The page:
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2020 NFL Draft: Seattle Seahawks: Round Up and Evaluation Day 1-3

Well I have to say that this Seahawks draft was interesting and for evaluation purposes I am thankful that they selected 4 / 8 players who were also on my shortlist, plus 2 more who just missed out on my shortlist. That makes the evaluation a lot easier for me.

So let’s dive straight in:

Round Overall Player Position School
1 27 Jordyn Brooks LB Texas Tech
2 48 Darrell Taylor EDGE Tennessee
3 69 Damien Lewis G LSU
4 133 Colby Parkinson TE Stanford
4 144 DeeJay Dallas RB Miami
5 148 Alton Robinson DE Syracuse
6 214 Freddie Swain WR Florida
7 251 Stephen Sullivan TE LSU

 

1.27 LB Jordyn Brooks (Texas Tech) [A+]

Well I really missed on this one. I was looking for a LB for my fantasy team, but Jordy Brooks was not someone I had on my list. Watching his tape now he is a physical, downhill player who you see shooting gaps and making plays all the time. In the future, once Wagner is gone, Brooks could be the heart of a LB trio with Barton and BBK.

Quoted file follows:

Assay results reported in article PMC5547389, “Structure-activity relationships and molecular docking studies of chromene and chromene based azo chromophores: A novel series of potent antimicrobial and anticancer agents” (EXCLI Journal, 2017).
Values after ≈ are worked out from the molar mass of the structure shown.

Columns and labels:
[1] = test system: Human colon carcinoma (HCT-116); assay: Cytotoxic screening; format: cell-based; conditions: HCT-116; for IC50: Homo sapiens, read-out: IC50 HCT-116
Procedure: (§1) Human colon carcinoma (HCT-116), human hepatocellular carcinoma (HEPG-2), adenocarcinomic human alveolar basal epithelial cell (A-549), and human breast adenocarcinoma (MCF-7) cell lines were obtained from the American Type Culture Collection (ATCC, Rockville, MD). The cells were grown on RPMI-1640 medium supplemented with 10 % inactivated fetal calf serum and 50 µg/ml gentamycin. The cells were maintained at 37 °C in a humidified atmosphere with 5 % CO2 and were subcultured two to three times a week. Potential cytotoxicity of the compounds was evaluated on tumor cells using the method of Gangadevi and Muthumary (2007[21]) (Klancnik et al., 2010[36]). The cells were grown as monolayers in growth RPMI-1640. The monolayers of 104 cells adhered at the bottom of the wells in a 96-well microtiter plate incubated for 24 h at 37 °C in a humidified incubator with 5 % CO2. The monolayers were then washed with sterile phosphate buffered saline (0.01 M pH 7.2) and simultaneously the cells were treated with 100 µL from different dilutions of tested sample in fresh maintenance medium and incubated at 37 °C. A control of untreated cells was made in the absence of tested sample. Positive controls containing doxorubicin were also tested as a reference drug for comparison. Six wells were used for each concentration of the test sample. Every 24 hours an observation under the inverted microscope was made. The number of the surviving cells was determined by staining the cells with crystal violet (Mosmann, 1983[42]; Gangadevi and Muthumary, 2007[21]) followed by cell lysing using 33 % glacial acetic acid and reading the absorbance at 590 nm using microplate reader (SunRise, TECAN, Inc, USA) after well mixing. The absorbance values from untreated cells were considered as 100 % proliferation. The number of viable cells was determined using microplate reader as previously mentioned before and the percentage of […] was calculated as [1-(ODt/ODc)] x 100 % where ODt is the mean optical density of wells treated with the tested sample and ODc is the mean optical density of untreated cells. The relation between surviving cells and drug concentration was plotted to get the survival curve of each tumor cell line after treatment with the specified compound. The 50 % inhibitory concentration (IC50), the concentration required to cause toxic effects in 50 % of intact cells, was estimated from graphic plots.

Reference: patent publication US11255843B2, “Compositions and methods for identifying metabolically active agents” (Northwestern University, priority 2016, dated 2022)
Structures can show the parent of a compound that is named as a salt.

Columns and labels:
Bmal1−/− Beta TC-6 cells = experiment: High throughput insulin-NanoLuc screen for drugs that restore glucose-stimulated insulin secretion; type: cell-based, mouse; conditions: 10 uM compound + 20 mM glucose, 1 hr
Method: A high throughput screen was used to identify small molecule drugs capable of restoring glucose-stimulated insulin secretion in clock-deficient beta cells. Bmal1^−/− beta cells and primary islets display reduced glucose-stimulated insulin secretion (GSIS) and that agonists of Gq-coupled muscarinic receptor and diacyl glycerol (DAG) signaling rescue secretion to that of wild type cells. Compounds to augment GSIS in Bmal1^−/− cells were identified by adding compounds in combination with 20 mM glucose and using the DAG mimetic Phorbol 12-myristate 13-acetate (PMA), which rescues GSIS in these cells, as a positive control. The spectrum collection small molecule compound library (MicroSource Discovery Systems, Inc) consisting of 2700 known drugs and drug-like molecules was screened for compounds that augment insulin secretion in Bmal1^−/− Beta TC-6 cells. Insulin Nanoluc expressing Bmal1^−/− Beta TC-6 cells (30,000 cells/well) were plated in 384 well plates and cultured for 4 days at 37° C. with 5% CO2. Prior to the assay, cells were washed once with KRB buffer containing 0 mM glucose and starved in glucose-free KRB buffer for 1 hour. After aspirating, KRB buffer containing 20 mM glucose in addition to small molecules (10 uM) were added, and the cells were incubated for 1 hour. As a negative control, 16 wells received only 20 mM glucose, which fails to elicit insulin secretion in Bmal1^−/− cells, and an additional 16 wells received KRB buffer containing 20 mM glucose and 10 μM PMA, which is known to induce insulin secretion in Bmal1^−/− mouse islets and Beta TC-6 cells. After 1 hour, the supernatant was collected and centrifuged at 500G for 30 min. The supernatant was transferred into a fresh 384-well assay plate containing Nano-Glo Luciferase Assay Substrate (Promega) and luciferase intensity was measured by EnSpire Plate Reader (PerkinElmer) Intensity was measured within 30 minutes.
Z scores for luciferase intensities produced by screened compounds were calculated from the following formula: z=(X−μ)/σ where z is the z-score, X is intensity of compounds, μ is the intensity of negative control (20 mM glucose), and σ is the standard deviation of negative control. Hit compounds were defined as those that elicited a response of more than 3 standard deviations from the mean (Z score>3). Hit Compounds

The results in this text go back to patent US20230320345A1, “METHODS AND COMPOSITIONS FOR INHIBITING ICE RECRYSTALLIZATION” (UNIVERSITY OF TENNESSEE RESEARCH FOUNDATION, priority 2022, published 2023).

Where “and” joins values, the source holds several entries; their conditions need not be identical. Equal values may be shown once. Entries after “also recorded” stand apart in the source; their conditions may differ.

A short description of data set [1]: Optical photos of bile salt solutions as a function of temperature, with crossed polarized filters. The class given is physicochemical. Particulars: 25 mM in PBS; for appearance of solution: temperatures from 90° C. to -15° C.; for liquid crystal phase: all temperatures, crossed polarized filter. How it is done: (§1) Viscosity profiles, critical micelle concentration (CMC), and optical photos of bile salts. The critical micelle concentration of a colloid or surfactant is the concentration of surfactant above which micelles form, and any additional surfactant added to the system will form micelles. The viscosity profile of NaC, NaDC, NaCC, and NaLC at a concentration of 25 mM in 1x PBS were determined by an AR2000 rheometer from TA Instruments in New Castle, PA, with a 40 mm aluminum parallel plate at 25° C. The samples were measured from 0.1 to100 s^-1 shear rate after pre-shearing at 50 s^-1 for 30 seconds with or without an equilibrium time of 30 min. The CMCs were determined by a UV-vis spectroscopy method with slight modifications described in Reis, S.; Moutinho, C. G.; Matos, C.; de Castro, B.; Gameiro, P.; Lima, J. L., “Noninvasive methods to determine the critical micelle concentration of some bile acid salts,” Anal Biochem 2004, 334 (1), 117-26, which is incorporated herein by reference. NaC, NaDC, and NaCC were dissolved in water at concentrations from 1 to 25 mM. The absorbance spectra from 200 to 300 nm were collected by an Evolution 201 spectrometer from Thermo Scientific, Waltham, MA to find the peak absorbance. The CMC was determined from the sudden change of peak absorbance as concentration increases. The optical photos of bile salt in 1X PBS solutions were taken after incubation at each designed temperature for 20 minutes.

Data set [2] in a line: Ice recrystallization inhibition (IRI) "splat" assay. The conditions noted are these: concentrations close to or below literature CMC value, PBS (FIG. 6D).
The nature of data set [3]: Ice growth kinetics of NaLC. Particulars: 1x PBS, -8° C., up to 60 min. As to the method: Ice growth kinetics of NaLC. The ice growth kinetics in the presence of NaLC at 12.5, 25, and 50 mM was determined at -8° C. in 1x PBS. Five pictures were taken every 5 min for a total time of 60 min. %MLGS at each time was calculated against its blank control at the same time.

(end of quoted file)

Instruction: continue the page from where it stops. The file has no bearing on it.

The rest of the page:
You see it all in his game, explosive TFLs, spying on QBs and runners, goal-line stops and physical play. He is your prototypical Seahawks LB who will bring the boom. I think that this might have been one of the best 1st round picks the Seahawks have made in a long time and he may well turn out to be the 1st or 2nd best LB in this class depending on how good Isaiah Simmons turns out to be (who I think has a higher ceiling with his athleticism if he is in the right scheme, but also has a lower floor).

2.48 EDGE Darrell Taylor (Tennessee) [B]

The Seahawks have admitted that they were considering Taylor with their first round pick, which is why they traded up for him in the 2nd. Any time you manage to get a 2nd player who you had a 1st round grade on during Day 2, you’ve done a good job.

He looks like a big, athletic DE with long arms and bend. He has the versatility to be considered both as a 4-3 DE and a 3-4 OLB, which usually tells you a lot about a player having both strength and athleticism. Beyond that, however, he seems pretty raw for a “1st round talent”.